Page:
What happened?

When the show starts, they are out driving on the countryside in an effort to find a good location for the greenhouse Rebecca wants to give birth in. It is not easy, and the midwife takes 4 hours to get there after they moved. David, the husband, insists that there would be no way that they would be doing all of this if they were not convicted that it was completely safe. They continue to drive around looking for a place with lots of trees in a secluded and quiet area with lots of privacy. They find a place with tall grass in the middle of nowhere. They realize that they have a lot to prepare, including cutting the grass. Rebecca explains that she dreams a lot of having her baby outside. In other words, this is mostly something she does for her own sake. They decide that building will start during the next morning.

However, the baby gets in the way of their decisions. Contractions start during the night and Rebecca calls her midwife. She has a history of going in to labor fast, but the birth site is not set up and it will take hours for the midwife to get there. The narrator explains that a study by the Indiana State Board of Health found that maternal mortality during unassisted birth was 97 times higher than the state average. After hours, the midwife arrives. They are a bit confused by the low heart rate of the baby, but it was due to her laying on her back. It turns out that this was just false labor, and the midwife departs.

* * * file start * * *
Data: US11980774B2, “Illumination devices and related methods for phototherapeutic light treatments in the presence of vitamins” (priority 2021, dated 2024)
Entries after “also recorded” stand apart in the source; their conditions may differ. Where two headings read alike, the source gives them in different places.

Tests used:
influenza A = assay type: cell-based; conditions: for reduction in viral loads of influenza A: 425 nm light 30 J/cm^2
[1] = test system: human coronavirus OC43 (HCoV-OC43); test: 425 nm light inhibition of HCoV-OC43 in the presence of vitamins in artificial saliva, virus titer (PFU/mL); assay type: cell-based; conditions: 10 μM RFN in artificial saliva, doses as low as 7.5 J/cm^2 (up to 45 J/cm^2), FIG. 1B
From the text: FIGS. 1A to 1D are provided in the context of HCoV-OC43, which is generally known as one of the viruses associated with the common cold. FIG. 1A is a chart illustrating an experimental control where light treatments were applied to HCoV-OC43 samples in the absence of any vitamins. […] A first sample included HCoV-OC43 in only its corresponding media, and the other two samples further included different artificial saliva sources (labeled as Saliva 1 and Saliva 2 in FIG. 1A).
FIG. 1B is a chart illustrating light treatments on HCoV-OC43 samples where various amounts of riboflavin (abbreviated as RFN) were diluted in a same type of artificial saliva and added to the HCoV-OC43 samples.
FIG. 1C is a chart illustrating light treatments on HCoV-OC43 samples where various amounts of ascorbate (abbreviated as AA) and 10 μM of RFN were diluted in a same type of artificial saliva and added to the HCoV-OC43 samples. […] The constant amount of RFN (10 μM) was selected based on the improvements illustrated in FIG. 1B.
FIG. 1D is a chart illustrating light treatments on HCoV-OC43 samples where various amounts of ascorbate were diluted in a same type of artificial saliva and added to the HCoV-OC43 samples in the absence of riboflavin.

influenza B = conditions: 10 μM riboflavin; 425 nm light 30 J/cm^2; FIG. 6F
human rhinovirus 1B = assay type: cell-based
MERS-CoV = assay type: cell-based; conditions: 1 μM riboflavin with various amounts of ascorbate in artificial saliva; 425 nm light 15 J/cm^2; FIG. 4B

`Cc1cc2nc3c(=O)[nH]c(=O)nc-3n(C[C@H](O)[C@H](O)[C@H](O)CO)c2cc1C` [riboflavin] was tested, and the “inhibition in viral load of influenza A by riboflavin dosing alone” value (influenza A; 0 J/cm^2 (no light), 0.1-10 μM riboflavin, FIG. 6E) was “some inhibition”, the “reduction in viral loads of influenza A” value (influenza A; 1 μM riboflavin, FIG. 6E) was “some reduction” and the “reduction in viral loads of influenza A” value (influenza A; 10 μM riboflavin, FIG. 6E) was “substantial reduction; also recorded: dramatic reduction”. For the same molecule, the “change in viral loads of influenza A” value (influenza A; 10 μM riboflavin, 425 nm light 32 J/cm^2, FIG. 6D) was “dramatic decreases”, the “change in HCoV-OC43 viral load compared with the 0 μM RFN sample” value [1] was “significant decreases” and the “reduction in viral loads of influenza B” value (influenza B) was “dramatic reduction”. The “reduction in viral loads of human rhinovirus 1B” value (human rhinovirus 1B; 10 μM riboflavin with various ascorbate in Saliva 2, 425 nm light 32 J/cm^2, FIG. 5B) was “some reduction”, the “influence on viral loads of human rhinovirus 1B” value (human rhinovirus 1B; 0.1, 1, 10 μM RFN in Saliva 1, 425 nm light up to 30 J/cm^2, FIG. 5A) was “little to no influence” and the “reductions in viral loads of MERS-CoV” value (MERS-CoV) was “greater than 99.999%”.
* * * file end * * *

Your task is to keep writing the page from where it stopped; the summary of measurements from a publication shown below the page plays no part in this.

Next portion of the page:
They decide to change the birth location closer to the house. Rebecca wants to give birth in a greenhouse decorated with plants that look and smell nice. They visit a shop for plants and buy many plants they like, but then the contractions are back and they race home. The husband is a professional carpenter and have built greenhouses from scratch before. However, due to time restraints, he has decided to buy a greenhouse kit that can be assembled easily. He starts to put it together with some of the children. The contractions increase and Rebecca calls the midwife again. She repeats that she always wanted to give birth outside and that this is a dream come true. She focuses a lot on what she wants to do.

She now enters active labor. She goes out to the greenhouse, but complains that it is too cold. The husband says that it will soon be warmer as he will turn on the heater and fill the pool with warm water. At first, clear water comes out from the hose, but it soon turns brown. It turns out that there is rust in the water heater. Suddenly, her water breaks. It is -4 °C (25 °F) outside. The midwife arrives, but is not too keen on the situation and says that it is too cold. The husband notices that the water is too cold and starts boiling some water and pours it in.